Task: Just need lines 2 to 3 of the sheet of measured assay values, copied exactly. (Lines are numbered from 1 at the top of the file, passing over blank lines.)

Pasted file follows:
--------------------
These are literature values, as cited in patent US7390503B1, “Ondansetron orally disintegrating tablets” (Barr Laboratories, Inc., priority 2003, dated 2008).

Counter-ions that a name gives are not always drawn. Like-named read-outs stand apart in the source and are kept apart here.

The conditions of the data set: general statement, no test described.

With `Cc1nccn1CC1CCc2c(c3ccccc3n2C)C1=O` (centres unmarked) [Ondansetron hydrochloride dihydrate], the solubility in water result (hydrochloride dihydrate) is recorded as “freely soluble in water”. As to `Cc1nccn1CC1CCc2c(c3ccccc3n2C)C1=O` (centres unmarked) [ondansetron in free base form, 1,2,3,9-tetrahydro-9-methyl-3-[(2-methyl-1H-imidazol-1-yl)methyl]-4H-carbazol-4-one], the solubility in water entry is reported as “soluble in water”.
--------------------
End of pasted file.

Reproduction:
Counter-ions that a name gives are not always drawn. Like-named read-outs stand apart in the source and are kept apart here.

The conditions of the data set: general statement, no test described.